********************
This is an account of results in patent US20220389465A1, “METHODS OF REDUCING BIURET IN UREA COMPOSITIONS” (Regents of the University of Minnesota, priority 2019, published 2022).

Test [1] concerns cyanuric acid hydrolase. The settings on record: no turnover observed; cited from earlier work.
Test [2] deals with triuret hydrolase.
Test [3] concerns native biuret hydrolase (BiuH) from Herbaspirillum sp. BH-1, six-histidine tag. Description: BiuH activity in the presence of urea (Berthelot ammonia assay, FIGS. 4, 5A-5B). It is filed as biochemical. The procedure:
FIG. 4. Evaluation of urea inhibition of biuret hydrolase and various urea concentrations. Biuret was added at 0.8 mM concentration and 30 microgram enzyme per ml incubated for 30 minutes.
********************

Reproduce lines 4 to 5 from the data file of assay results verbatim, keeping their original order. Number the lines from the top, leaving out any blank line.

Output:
Test [3] concerns native biuret hydrolase (BiuH) from Herbaspirillum sp. BH-1, six-histidine tag. Description: BiuH activity in the presence of urea (Berthelot ammonia assay, FIGS. 4, 5A-5B). It is filed as biochemical. The procedure:
FIG. 4. Evaluation of urea inhibition of biuret hydrolase and various urea concentrations. Biuret was added at 0.8 mM concentration and 30 microgram enzyme per ml incubated for 30 minutes.